Stem Cell Research at the Heinrich-Heine-University Düsseldorf
Stem cell research in Düsseldorf plays an important role in national research with its stem cell bank for umbilical cord blood, founded in 1992 (with 293 unrelated transplants given and 9500 cryoconserved umbilical cord blood preparations, currently the largest European stem cell bank, as of December 2005) and the clinical focus of its Interdisciplinary Programmes for Blood Stem Cell Transplantation at the Faculty of Medical Science.
In 1999, the Department for Transplantation Diagnosis and Cell Therapeutics initiated research work focussing on unrestricted somatic stem cells from umbilical cord blood. Researchers were able to develop a robust culture method for the systematic expansion of these adherently growing cells without a spontaneous differentiation occurring.
In order to scientifically, preclinically and finally with regard to their clinical application, define the potential of these somatic stem cells, which are able to functionally differentiate in tissue culture and in preclinical animal models (mouse, rat, sheep) in all three germlines, an interdisciplinary working group was formed at the Medical Sciences Faculty at Heinrich-Heine University in 2001. A number of scientists from the Faculty of Mathematics and Natural Sciences were involved in this joint research group. The group investigated the regulatory and functional mechanisms of pluripotency along with the specific differentiation of these, described here for the first time as stem cells, from cord blood in tissue from bone, teeth, cartilage, fat, nerves, liver, blood, blood vessels and the heart.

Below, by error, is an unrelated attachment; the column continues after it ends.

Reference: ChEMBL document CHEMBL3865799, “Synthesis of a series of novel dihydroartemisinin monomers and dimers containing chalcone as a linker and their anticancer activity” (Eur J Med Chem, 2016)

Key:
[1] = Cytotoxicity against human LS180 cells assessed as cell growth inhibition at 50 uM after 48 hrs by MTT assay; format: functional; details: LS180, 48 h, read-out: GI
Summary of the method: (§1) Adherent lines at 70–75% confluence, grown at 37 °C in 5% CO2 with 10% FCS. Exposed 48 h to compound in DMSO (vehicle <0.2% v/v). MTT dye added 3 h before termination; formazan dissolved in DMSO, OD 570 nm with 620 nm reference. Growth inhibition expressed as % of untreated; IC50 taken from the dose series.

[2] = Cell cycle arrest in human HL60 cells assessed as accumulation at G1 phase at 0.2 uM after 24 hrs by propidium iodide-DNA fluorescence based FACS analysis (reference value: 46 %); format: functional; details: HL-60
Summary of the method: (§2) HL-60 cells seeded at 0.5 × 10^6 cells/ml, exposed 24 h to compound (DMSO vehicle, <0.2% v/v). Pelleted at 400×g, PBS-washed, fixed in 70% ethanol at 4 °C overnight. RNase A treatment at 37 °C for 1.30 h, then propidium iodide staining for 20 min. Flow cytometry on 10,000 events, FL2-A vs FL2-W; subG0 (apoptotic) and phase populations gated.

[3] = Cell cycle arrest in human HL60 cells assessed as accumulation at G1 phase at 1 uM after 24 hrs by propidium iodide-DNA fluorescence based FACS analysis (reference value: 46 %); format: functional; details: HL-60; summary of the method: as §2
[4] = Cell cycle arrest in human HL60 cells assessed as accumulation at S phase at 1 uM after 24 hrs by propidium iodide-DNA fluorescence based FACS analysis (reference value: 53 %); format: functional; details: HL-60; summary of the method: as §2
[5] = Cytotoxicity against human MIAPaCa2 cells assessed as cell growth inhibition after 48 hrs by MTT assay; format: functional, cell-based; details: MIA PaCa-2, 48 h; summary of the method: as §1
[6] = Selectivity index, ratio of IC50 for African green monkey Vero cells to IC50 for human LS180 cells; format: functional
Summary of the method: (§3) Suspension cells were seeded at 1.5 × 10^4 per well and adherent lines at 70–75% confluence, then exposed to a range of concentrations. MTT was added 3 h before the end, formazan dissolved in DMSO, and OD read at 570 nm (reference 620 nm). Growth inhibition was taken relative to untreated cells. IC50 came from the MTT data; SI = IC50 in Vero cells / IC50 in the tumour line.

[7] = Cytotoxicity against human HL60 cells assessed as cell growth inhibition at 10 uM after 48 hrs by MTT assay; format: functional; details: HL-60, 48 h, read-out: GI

Particular attention is devoted to the understanding of the symmetrical and assymetrical cell division programs. The goal is the elucidation of the molecular genetic regulation of self renewal, the development in progenitor cells of various differentiated tissue specificities as well as the extensive proliferation potentiation. This work is now being carried out successfully in the DFG Research group ‘Unrestricted Somatic Stem Cells from Umbilical Cord Blood (USSC)’.A number of reports, open to question, have appeared in scientific literature which want to infer that somatic pluripotent cells from bone marrow come into existence through so-called ‘transdifferentiation’Experiments are, therefore, crucial for stem cell research as a whole, which can prove indisputably the existence of a pluripotent somatic stem cells in the human system. At the current moment in time, there is no clinical evidence of such a cell in fully-grown humans. This brings out the central relevance of our research approach with stem cells from umbilical cord blood.All clinical stem cell studies, including those already successfully started by clinics for general and visceral surgery, as well as gastroenterology and haepatology for autologous liver generation, are critically reviewed and accompanied by an ethics working group along with the corresponding commission of the Medical Sciences Faculty.The processing of cellular medicinal products from umbilical cord blood (with marketing authorisation from the Paul-Ehrlich-Institute [PEI]) as well as these cell therapeutics and all preparations for bone marrow transplantations and for peripheral stem cells for haematology, pediatrics, gynaecology, urology, endocrinology and neurosurgery has taken place since mid 2005 in the new GMP clean room building of the Institute for Transplantation Diagnostics and Cell Therapeutics.Furthermore, associates from the Clinic for Heart and Thorax Surgery have managed to begin the first national study, with approval from PEI, on the treatment of heart patients needing an operation through selective precursor cells from bone marrow.Parallel to this, research is currently being carried out in preclinical studies on swine models to see whether the umbilical cord blood stem cells (USSC) specially identified in Düsseldorf can be inserted allogenically in an analogue way. Correspondingly, the immunomodulatory characteristics of these stem cells along with their homing and migration behaviour are being examined in particular. Through their ability to produce a variety of pharmaceutically effective substances with regenerative impact at the cell level in degenerating tissue, such stem cells can develop a regenerative effect even without their own differentiation in tissue specific cells. Targeted research should clarify whether the migration of stem cells into the tumour tissue can be used therapeutically. The possible biological interaction between tumour cells and stem cells with respect to a tumour genesis and progression needs to be illuminated further. Ultimately, it is necessary to elucidate the biological interfaces between stem cells, tumour stem cells and tumour cells, leading to new types of treatment.Gene analyses which focussed on such stem and aligned progenitor cells from umbilical cord blood and bone marrow and tumour stem cells on epigenetic programs and microRNA-controlled regulation mechanisms, have shown the first important results in the definition of a molecular identity of such cells, above all, however, the particular commonalities with embryonic stem cells along with various precursor cells.These Düsseldorf stem cell research activities are carried out in cooperation with the Medical & Biological Research Centre and the SFB 590 (Inherent and Adaptive Differentiation Processes) as well as within the framework of the Stem Cell Network NRW with the Max-Planck-Institute of Molecular Biomedicine in Münster and the Institute for Regenerative Neurobiology at the University of Bonn. In addition, cooperation with the biomaterial Centre (Biomat) at the Technical University in Aachen should be intensified regarding the use of new types of biomaterials and nanotechnologies.